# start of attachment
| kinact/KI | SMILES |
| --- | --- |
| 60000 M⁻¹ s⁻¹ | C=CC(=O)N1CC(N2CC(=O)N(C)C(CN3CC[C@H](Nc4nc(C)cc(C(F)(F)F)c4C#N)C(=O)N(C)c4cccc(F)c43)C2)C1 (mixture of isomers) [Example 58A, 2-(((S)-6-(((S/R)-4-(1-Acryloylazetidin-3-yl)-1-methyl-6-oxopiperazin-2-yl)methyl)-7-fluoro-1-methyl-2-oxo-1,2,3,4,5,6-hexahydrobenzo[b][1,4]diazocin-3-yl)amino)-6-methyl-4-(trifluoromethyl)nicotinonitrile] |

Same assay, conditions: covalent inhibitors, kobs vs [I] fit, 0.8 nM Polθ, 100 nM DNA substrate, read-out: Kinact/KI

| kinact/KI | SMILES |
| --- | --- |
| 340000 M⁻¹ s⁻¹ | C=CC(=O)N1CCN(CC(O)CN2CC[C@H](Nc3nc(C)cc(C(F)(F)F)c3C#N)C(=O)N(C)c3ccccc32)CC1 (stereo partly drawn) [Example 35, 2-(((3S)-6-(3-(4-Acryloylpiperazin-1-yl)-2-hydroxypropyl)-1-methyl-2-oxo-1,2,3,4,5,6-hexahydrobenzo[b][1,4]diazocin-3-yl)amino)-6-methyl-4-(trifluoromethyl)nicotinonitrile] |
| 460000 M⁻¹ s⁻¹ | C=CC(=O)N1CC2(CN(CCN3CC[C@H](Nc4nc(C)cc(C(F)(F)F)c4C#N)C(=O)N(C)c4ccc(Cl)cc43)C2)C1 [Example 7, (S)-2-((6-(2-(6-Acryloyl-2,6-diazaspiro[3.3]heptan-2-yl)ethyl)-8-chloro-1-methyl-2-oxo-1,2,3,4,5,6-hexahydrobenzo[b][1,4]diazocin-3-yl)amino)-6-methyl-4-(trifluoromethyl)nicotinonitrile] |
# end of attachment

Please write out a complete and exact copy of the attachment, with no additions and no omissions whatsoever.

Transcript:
| kinact/KI | SMILES |
| --- | --- |
| 60000 M⁻¹ s⁻¹ | C=CC(=O)N1CC(N2CC(=O)N(C)C(CN3CC[C@H](Nc4nc(C)cc(C(F)(F)F)c4C#N)C(=O)N(C)c4cccc(F)c43)C2)C1 (mixture of isomers) [Example 58A, 2-(((S)-6-(((S/R)-4-(1-Acryloylazetidin-3-yl)-1-methyl-6-oxopiperazin-2-yl)methyl)-7-fluoro-1-methyl-2-oxo-1,2,3,4,5,6-hexahydrobenzo[b][1,4]diazocin-3-yl)amino)-6-methyl-4-(trifluoromethyl)nicotinonitrile] |

Same assay, conditions: covalent inhibitors, kobs vs [I] fit, 0.8 nM Polθ, 100 nM DNA substrate, read-out: Kinact/KI

| kinact/KI | SMILES |
| --- | --- |
| 340000 M⁻¹ s⁻¹ | C=CC(=O)N1CCN(CC(O)CN2CC[C@H](Nc3nc(C)cc(C(F)(F)F)c3C#N)C(=O)N(C)c3ccccc32)CC1 (stereo partly drawn) [Example 35, 2-(((3S)-6-(3-(4-Acryloylpiperazin-1-yl)-2-hydroxypropyl)-1-methyl-2-oxo-1,2,3,4,5,6-hexahydrobenzo[b][1,4]diazocin-3-yl)amino)-6-methyl-4-(trifluoromethyl)nicotinonitrile] |
| 460000 M⁻¹ s⁻¹ | C=CC(=O)N1CC2(CN(CCN3CC[C@H](Nc4nc(C)cc(C(F)(F)F)c4C#N)C(=O)N(C)c4ccc(Cl)cc43)C2)C1 [Example 7, (S)-2-((6-(2-(6-Acryloyl-2,6-diazaspiro[3.3]heptan-2-yl)ethyl)-8-chloro-1-methyl-2-oxo-1,2,3,4,5,6-hexahydrobenzo[b][1,4]diazocin-3-yl)amino)-6-methyl-4-(trifluoromethyl)nicotinonitrile] |